Posts tagged sb 1070

Was Arizona’s “papers please” SB1070 law racially motivated and in violation of the Equal Protection Clause of the U.S. Constitution? A federal judge says the only way to find out is to look at the emails and letters exchanged between the Arizona GOP and groups such as ALEC that were advocating passage of the law.

The Arizona GOP is fighting to avoid disclosure even though, as Judge Susan Bolton pointed out, communications to public officials are public records under Arizona law. What do Republicans have to hide? Could it be that terms such as “illegals,” “wetbacks,” “undocumented,” and “Mexicans” were used in the correspondence, and would thus show a racial intent behind the law?
He said he had been cutting meat at a restaurant around the corner when he accidently sliced off a hunk of his flesh. More than 24 hours later, blood kept soaking through the toilet paper, and his finger still throbbed. This raised an obvious question: Why didn’t he go to the hospital?

"Because I don’t have papers," said the man, who would give only his first name, Ramon.

Ramon, 35, an undocumented immigrant from Hermosillo, Mexico, is just one example of how many of the estimated 400,000 illegal immigrants in Arizona have gone deeper underground to avoid contact with the authorities since Gov. Jan Brewer signed the toughest immigration law in the nation one year ago today.
This is what law enforcement is reduced to when they try to enforce asinine and unconstitutional laws.Cuéntame’s Photos - Wall Photos

This is what law enforcement is reduced to when they try to enforce asinine and unconstitutional laws.

NPR: Private Prisons behind Arizona's Immigration Law

This is one of the most shocking things I have heard on the radio in years. The story begins when a mysterious gentleman shows up in Benson, AZ to pitch a plan to the city manager.

What he was selling was a prison for women and children who were illegal immigrants.

“They talk [about] how positive this was going to be for the community,” Nichols said, “the amount of money that we would realize from each prisoner on a daily rate.”

But Nichols wasn’t buying. He asked them how would they possibly keep a prison full for years — decades even — with illegal immigrants?
Mad Props, Cincy!mightyflynn:

A ballpark just might be the most appropriate place in America to demand immigrant rights:

… By the 1870s baseball began to reflect the national culture in yet  another way. The game started to absorb the first group of outsiders who  would change baseball socially and culturally. The large influx of  Irish and Germans fleeing Europe’s economic and political troubles in  the 1840s quickly adopted baseball as a way of gaining acceptance in  their adopted homeland. By the early 1880s, 62 percent of the players in  the National League were of Irish or German descent.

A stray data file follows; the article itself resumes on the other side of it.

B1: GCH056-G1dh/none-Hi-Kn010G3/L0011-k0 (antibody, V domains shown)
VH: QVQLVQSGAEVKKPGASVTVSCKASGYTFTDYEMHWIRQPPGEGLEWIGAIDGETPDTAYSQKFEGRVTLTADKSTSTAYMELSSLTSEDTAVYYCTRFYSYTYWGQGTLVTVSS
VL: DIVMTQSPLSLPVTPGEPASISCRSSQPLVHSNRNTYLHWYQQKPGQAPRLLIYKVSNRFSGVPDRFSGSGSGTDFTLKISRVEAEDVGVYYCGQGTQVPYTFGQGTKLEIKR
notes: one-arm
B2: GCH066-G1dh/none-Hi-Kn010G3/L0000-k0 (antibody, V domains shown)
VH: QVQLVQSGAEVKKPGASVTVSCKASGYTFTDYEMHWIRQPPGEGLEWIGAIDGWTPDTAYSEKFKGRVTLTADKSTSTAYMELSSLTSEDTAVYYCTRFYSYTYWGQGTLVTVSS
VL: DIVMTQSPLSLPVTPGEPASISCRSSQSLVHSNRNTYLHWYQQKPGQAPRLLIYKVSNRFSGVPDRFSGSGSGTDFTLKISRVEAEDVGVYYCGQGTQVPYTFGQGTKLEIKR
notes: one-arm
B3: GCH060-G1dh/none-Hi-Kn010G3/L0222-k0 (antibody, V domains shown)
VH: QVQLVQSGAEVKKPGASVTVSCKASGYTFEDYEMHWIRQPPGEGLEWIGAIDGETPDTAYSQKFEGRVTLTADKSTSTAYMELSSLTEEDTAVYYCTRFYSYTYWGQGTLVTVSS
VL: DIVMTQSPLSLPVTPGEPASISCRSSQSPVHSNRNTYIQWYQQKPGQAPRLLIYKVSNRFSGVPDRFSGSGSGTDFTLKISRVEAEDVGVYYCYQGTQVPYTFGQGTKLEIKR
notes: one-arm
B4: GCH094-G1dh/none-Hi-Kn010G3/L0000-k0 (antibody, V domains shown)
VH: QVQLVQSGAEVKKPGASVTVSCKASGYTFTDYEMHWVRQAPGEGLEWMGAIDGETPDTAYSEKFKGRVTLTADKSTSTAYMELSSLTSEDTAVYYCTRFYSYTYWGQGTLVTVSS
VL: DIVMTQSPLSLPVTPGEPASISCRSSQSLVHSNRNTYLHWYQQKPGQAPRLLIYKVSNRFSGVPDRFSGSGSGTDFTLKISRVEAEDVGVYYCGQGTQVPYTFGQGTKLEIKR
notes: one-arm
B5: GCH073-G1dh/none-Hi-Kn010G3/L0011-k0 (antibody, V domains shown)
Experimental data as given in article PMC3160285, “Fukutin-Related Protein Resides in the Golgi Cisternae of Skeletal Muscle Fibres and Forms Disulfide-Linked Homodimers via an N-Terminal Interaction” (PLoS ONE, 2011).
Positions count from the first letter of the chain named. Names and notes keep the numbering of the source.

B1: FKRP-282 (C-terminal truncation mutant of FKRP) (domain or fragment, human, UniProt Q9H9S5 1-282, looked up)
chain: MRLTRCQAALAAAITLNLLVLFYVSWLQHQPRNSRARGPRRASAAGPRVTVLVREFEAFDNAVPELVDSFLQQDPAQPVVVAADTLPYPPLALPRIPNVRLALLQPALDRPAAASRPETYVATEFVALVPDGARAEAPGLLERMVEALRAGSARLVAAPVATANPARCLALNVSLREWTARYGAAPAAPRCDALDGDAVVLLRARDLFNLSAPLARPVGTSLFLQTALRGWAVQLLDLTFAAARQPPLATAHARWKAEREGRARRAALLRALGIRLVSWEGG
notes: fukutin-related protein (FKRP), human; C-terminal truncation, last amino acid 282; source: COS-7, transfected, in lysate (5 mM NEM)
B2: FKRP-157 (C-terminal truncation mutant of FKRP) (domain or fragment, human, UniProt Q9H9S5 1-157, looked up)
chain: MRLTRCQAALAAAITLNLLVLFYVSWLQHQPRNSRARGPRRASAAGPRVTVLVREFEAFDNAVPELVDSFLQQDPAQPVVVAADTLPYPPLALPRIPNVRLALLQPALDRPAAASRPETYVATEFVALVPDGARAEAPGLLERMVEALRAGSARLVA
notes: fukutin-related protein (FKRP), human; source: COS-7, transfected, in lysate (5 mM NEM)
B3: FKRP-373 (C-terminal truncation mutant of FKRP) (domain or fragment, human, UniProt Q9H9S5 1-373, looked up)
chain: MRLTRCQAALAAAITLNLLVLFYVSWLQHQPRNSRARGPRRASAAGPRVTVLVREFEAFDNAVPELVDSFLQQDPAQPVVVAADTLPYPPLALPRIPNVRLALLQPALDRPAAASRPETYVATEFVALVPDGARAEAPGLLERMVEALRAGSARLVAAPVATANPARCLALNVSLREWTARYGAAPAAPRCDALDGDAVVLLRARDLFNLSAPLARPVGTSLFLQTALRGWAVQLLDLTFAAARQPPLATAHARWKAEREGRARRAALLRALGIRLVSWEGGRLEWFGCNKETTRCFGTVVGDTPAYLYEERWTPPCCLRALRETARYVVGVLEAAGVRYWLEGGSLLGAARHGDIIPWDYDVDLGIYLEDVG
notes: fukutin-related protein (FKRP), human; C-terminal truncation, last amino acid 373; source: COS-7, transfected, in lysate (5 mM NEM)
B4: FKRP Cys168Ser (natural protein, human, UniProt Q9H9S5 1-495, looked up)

… For the first, but not the last  time, outside groups used baseball to proclaim their American identity.  This process would continue through the modern history of baseball. In  the first decades of the 20th century the children of various ethnic  groups—Poles, Italians, Eastern European Jews, Czechs—used baseball to  demonstrate their status as 100 percent American and to overcome  anti-immigrant prejudice.
… After the integration of  baseball, Latin Americans began to enter the game in large numbers in  the 1950s and 1960s, producing such Hall of Famers as Juan Marichal,  Roberto Clemente, Orlando Cepeda and Tony Perez. Today, Latin America is  one of the largest single sources of talent for professional baseball.  The most common names of baseball players in the majors now are no  longer Williams, Jones, and Smith, but Rodriquez and Martinez. In recent  years Asia has joined Latin American as an important source of baseball  talent. No fewer than 21 Asian players were on major league rosters at  the beginning of the 2006 season.

- From “Food for Thought: Baseball and American History,” by John P. Rossi (Historical Society of Pennsylvania)
(AP Photo/Al Behrman FanFeedr)

Mad Props, Cincy!

mightyflynn:

A ballpark just might be the most appropriate place in America to demand immigrant rights:

… By the 1870s baseball began to reflect the national culture in yet another way. The game started to absorb the first group of outsiders who would change baseball socially and culturally. The large influx of Irish and Germans fleeing Europe’s economic and political troubles in the 1840s quickly adopted baseball as a way of gaining acceptance in their adopted homeland. By the early 1880s, 62 percent of the players in the National League were of Irish or German descent.

… For the first, but not the last time, outside groups used baseball to proclaim their American identity. This process would continue through the modern history of baseball. In the first decades of the 20th century the children of various ethnic groups—Poles, Italians, Eastern European Jews, Czechs—used baseball to demonstrate their status as 100 percent American and to overcome anti-immigrant prejudice.

… After the integration of baseball, Latin Americans began to enter the game in large numbers in the 1950s and 1960s, producing such Hall of Famers as Juan Marichal, Roberto Clemente, Orlando Cepeda and Tony Perez. Today, Latin America is one of the largest single sources of talent for professional baseball. The most common names of baseball players in the majors now are no longer Williams, Jones, and Smith, but Rodriquez and Martinez. In recent years Asia has joined Latin American as an important source of baseball talent. No fewer than 21 Asian players were on major league rosters at the beginning of the 2006 season.

- From “Food for Thought: Baseball and American History,” by John P. Rossi (Historical Society of Pennsylvania)

(AP Photo/Al Behrman FanFeedr)